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Moving to NYC - Could use some advice


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#1 sviola

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Posted 02 April 2013 - 01:43

Hi,

My wife was offered a research positionin New York and we're looking into moving there in the second half of the year. We live in Brazil (although I am British) and I could use some advice from people living in NYC area. These are the things I'd like some assistance with:

1 - Housing. We have a small kid (will be 2yo by the time we'll move) and we would like to find a nice neighbourhood which is safe, not far from work and not expensive. I know this might be a difficult question, but we have no idea on how Manhattan is regarding this aspects and so far the prices we've seen for renting are quite high. (We're looking for pricing south of $2k).

2 - Still regarding rent, do the prices advertised usually include building fees, utilities or any other expense I'm not aware of? Or are these things to be expected to be paid on top of the rental price?

3 - Work. I'll have to look for a job while there. Where can I find a sample american resume so I can adjust mine to it?

4 - Should I start sending out resumes before I arrive (and have the Visa issued) or should I wait to arrive? Do companies hire prospective employees during the Visa process?

5 - Safety. As we live in Rio de Janeiro, I'm used to high levels of violence and crime. What should I expect in Manhattan? I know it is quite safe, but are there places and situation we should be aware?

6 - Anything else I should be aware?

Thanks in advance for the help.

Best Regards,


#2 Roger H.

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Posted 02 April 2013 - 02:10

Welcome to NYC - hope it all works out for you. Lots of dreams are made and crushed here everyday but hopefully that doesn't include yours.

Now for some of your questions:

1 - 2K for a place in the city - you might get a "loft" for that. You gotta remember that this is NYC and there are places that cost $37,000K/month (penthouses but still).

http://newyork.craigslist.org/mnh/aap/

Look on Craigslist there (don't stray away from there, LOL) and you'll see some decent stuff but generally not cheap. Upper East/West Side are nice homes but for 2K that might be 1bedroom.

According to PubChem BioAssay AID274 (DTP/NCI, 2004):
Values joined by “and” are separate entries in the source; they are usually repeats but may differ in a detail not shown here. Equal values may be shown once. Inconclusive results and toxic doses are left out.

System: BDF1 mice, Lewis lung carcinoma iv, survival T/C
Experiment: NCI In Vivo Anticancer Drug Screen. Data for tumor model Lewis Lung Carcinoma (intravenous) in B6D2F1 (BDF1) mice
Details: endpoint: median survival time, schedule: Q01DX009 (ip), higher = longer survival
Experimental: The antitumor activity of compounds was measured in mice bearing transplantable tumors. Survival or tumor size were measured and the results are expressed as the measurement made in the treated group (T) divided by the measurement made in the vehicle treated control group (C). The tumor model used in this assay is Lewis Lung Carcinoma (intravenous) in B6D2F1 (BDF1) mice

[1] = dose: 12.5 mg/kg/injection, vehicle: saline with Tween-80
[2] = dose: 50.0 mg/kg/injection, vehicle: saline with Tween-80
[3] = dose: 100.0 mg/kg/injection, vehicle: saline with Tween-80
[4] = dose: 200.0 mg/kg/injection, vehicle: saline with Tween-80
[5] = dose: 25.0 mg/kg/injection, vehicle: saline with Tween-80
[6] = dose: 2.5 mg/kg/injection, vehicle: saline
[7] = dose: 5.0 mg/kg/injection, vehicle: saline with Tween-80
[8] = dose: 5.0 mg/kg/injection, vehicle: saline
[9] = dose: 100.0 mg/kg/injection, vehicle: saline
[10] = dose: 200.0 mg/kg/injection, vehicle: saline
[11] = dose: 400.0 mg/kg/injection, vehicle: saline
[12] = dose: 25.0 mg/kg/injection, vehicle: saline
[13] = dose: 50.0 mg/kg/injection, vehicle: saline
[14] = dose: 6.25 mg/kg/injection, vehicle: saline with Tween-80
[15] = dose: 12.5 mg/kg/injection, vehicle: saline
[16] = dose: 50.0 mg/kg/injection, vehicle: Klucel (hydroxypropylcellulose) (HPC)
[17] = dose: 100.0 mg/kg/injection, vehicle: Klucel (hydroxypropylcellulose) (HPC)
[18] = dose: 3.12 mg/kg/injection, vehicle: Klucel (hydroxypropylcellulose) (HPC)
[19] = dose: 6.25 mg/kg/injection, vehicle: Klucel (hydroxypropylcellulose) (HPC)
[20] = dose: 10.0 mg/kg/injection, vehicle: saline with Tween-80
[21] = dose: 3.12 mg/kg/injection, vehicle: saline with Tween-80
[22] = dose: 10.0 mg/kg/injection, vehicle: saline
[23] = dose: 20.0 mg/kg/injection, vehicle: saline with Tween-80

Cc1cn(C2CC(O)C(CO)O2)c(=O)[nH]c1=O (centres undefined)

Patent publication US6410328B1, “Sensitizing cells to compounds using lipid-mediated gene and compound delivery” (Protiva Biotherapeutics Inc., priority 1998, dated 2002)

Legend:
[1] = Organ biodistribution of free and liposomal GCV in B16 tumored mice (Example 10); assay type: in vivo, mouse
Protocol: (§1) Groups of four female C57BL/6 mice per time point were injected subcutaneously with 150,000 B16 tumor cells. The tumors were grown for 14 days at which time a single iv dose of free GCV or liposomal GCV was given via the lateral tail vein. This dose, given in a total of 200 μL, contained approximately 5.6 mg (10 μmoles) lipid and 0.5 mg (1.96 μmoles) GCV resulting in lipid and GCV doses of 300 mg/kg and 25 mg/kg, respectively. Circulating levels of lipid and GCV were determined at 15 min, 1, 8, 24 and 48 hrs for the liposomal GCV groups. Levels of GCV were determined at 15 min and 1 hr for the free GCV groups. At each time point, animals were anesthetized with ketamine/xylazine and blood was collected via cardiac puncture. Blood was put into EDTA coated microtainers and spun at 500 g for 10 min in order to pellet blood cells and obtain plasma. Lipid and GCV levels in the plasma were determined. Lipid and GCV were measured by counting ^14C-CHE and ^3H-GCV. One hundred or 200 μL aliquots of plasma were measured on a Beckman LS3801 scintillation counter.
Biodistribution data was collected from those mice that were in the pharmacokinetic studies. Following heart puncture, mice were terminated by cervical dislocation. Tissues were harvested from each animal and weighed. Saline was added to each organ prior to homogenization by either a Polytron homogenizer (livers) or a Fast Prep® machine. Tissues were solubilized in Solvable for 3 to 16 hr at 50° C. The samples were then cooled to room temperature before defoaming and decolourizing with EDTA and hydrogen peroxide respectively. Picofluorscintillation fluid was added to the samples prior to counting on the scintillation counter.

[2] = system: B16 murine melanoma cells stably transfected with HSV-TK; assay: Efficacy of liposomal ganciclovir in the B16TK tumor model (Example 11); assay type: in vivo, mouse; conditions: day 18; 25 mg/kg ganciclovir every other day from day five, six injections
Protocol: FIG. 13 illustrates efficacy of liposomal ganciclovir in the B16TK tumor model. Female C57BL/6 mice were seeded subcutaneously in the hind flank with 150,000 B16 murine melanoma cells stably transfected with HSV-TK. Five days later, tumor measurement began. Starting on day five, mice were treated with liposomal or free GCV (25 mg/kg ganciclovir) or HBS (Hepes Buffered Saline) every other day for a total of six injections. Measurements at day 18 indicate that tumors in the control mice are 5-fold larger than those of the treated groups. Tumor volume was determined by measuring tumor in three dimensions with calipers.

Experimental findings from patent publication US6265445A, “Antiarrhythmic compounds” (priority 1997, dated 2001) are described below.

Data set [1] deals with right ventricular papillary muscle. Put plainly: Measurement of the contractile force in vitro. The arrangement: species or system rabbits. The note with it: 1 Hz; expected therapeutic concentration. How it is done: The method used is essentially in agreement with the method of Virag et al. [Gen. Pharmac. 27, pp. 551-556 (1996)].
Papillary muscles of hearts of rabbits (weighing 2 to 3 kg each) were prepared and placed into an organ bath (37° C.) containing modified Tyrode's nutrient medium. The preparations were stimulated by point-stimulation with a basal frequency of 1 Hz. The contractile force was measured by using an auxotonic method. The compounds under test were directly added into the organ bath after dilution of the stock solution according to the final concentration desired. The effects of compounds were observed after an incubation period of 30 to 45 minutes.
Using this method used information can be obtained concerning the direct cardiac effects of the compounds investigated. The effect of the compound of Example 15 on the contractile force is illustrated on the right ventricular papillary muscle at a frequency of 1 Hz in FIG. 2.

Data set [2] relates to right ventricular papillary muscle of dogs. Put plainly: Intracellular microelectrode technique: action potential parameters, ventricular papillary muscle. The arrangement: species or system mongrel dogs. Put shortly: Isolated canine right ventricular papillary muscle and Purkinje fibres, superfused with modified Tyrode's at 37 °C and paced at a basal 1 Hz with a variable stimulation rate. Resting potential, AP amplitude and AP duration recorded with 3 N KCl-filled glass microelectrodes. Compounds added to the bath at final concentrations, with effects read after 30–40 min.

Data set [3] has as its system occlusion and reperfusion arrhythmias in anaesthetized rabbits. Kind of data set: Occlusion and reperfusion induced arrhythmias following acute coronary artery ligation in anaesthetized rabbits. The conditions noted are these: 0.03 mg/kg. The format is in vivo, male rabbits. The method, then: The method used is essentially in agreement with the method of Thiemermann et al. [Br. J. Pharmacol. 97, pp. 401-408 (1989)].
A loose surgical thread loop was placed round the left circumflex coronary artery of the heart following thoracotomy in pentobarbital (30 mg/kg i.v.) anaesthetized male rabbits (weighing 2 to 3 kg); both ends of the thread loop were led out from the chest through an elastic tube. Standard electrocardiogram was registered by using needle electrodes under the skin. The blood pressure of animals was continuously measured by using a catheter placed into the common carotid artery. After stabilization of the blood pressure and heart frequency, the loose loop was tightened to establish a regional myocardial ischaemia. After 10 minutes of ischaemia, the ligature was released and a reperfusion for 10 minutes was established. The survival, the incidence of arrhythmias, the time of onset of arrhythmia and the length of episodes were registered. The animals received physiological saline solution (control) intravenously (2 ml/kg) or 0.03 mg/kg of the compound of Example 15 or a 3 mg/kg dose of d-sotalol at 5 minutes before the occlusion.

http://newyork.craig...3717434587.html - That might be not too shabby for a 2 bedroom.

Some of the other parts of town are crazy expensive, maybe Gramercy park or Greenwich Village or so. Really nice but definitely crazy pricing.

2 - Most of the pricing you'll see wont include most utilities. Odds are you wont pay for water/sewage and maybe even heating if you are lucky but generally you pay your own electric usage as well as cable/internet and whatever else.

3 - Check on Monster.com or generally just Google it.

http://www.distincti...-resume-sample/

http://www.resumewri...e%20resume.html - click different types of Jobs to see what different ones look like.

5 - Not much "violent" crime in NYC. Sure might run into a drunk "tough guy" or the average pick pocket or something but in general the city is pretty safe - sometimes I swear they have a million cops around. LOL. There is ALWAYS a cop within 100meters every time I've checked.

6 - Anything else to know? Ooh... "hide yo kids, hide yo wife.....!!" :rofl: :shifty: (Don't worry if you didn't get it, yet) :p

Now this is for "the city" which is Manhattan, NYC includes 5 boroughs (Bronx, Queens, Brooklyn (Kings), Manhattan & Staten Island).. those are also considered NYC so if you meant the other places you can look around, outside of the city is much cheaper and doesn't take long from anywhere in NYC to get to the city via trains if needed. Most people take the subway/bus to work and that's usually a 20-45min thing on the long end.

#3 Joe User

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Posted 02 April 2013 - 02:24

For goodness sake, if you're trying to live on a budget, move to Brooklyn or Queens, not Manhattan. Especially if you have a kid and want any forms of open space.

Try Forest Hills or Kew Gardens for Queens, I lived there for 42 years. It's a 25 minute commute and the neighborhoods have open spaces that kids need.

Here's my old neighborhood: http://www.panoramio.com/photo/1244338

#4 Ryan Hoffman

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Posted 02 April 2013 - 03:02

I live in Manhattan. I love living here!